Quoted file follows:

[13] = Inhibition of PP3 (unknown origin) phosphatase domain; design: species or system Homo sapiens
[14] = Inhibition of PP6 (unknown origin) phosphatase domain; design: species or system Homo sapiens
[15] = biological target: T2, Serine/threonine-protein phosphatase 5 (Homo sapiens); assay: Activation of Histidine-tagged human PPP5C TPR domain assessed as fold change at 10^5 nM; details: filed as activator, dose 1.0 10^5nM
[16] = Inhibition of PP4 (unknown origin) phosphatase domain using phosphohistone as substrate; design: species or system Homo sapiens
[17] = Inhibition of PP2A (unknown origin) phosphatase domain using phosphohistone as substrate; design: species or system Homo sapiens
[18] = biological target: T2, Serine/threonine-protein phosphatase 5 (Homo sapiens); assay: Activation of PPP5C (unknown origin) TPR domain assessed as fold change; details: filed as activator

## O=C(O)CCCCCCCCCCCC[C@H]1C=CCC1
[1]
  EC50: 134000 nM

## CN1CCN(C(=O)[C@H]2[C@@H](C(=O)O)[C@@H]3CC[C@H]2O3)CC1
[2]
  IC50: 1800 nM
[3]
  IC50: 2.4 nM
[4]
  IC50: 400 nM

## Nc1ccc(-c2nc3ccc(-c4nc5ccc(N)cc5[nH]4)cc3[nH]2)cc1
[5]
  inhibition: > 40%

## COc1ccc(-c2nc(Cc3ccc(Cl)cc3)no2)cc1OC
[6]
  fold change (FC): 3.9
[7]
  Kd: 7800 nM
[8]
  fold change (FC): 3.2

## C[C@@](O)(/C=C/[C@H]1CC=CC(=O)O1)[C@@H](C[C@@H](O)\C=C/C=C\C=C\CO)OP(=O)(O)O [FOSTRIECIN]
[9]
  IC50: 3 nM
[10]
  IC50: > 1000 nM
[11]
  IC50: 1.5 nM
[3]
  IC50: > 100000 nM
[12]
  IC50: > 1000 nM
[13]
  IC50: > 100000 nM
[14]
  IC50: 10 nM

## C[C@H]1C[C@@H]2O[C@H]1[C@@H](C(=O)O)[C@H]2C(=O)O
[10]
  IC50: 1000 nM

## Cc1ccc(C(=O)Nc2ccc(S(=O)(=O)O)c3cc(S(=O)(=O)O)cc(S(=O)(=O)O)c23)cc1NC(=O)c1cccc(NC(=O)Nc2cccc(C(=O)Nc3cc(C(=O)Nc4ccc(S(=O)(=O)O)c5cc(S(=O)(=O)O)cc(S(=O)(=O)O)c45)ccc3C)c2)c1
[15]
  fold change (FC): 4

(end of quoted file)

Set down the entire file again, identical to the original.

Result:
[13] = Inhibition of PP3 (unknown origin) phosphatase domain; design: species or system Homo sapiens
[14] = Inhibition of PP6 (unknown origin) phosphatase domain; design: species or system Homo sapiens
[15] = biological target: T2, Serine/threonine-protein phosphatase 5 (Homo sapiens); assay: Activation of Histidine-tagged human PPP5C TPR domain assessed as fold change at 10^5 nM; details: filed as activator, dose 1.0 10^5nM
[16] = Inhibition of PP4 (unknown origin) phosphatase domain using phosphohistone as substrate; design: species or system Homo sapiens
[17] = Inhibition of PP2A (unknown origin) phosphatase domain using phosphohistone as substrate; design: species or system Homo sapiens
[18] = biological target: T2, Serine/threonine-protein phosphatase 5 (Homo sapiens); assay: Activation of PPP5C (unknown origin) TPR domain assessed as fold change; details: filed as activator

## O=C(O)CCCCCCCCCCCC[C@H]1C=CCC1
[1]
  EC50: 134000 nM

## CN1CCN(C(=O)[C@H]2[C@@H](C(=O)O)[C@@H]3CC[C@H]2O3)CC1
[2]
  IC50: 1800 nM
[3]
  IC50: 2.4 nM
[4]
  IC50: 400 nM

## Nc1ccc(-c2nc3ccc(-c4nc5ccc(N)cc5[nH]4)cc3[nH]2)cc1
[5]
  inhibition: > 40%

## COc1ccc(-c2nc(Cc3ccc(Cl)cc3)no2)cc1OC
[6]
  fold change (FC): 3.9
[7]
  Kd: 7800 nM
[8]
  fold change (FC): 3.2

## C[C@@](O)(/C=C/[C@H]1CC=CC(=O)O1)[C@@H](C[C@@H](O)\C=C/C=C\C=C\CO)OP(=O)(O)O [FOSTRIECIN]
[9]
  IC50: 3 nM
[10]
  IC50: > 1000 nM
[11]
  IC50: 1.5 nM
[3]
  IC50: > 100000 nM
[12]
  IC50: > 1000 nM
[13]
  IC50: > 100000 nM
[14]
  IC50: 10 nM

## C[C@H]1C[C@@H]2O[C@H]1[C@@H](C(=O)O)[C@H]2C(=O)O
[10]
  IC50: 1000 nM

## Cc1ccc(C(=O)Nc2ccc(S(=O)(=O)O)c3cc(S(=O)(=O)O)cc(S(=O)(=O)O)c23)cc1NC(=O)c1cccc(NC(=O)Nc2cccc(C(=O)Nc3cc(C(=O)Nc4ccc(S(=O)(=O)O)c5cc(S(=O)(=O)O)cc(S(=O)(=O)O)c45)ccc3C)c2)c1
[15]
  fold change (FC): 4